I found that looking at the crude oil production of every country plotted on an annual basis gave one a different perspective.
All charts below are through 2013 and in thousand barrels per day.
Other is the combined of all Non-OPEC producers not included in the charts above.
Quote of the day from: ‘Peak Oil’ Burned as Exxon, Chevron, Shell See $100 a Barrel
Based on pure economic demand, it should be around $60-70 a barrel, admitted Rex Tillerson, the of ExxonMobil , in 2011. At that time, oil was in the same range of about $100 a barrel. Without speculators, obviously the price of oil would be much lower.
Also worth reading: Big Oil Under Serious Threat
The IEA said in its annual report. Without extra investment to raise production, the natural annual global crude oil depletion rate is 9.1%. The findings suggest the world will struggle to produce enough oil to make up for steep declines in existing fields, such as in the North Sea, Russia and Alaska The effort will become even more acute as prices fall and investment decisions are delayed. Even with investment, the annual rate of output decline is 6.4%.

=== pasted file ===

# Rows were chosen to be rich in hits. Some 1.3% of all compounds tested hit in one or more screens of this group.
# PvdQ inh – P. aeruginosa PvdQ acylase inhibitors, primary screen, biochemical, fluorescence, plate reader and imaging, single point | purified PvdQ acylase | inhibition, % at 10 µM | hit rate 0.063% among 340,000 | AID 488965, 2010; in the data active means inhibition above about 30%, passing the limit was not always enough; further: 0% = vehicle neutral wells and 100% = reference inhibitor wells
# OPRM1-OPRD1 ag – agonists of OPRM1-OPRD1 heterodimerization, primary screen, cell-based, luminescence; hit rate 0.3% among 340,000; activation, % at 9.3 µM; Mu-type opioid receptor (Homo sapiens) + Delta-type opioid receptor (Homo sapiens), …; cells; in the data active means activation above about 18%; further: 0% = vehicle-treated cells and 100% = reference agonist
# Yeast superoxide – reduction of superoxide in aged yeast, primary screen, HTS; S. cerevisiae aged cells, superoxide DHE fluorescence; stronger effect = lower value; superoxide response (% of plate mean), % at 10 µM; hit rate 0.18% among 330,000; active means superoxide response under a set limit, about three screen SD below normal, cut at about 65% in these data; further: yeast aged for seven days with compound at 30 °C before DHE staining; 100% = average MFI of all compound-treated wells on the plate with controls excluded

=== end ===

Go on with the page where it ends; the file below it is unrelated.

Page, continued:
The article was published yesterday but that quote is from 2008. Apparently the author of the article thought it worth mentioning because it is one of the main reasons Big Oil is in such dire straights today. But what they don’t seem to realize is that the national oil companies have the exact same problem.